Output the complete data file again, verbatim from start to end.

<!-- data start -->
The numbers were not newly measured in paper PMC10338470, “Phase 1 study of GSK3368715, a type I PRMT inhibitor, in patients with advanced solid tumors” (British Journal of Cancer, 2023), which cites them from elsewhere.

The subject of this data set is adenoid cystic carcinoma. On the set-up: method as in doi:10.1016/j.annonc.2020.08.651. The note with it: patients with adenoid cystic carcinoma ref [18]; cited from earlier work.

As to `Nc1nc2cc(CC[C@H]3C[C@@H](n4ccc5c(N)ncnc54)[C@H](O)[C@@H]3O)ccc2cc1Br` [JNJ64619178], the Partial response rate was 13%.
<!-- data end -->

The numbers were not newly measured in paper PMC10338470, “Phase 1 study of GSK3368715, a type I PRMT inhibitor, in patients with advanced solid tumors” (British Journal of Cancer, 2023), which cites them from elsewhere.

The subject of this data set is adenoid cystic carcinoma. On the set-up: method as in doi:10.1016/j.annonc.2020.08.651. The note with it: patients with adenoid cystic carcinoma ref [18]; cited from earlier work.

As to `Nc1nc2cc(CC[C@H]3C[C@@H](n4ccc5c(N)ncnc54)[C@H](O)[C@@H]3O)ccc2cc1Br` [JNJ64619178], the Partial response rate was 13%.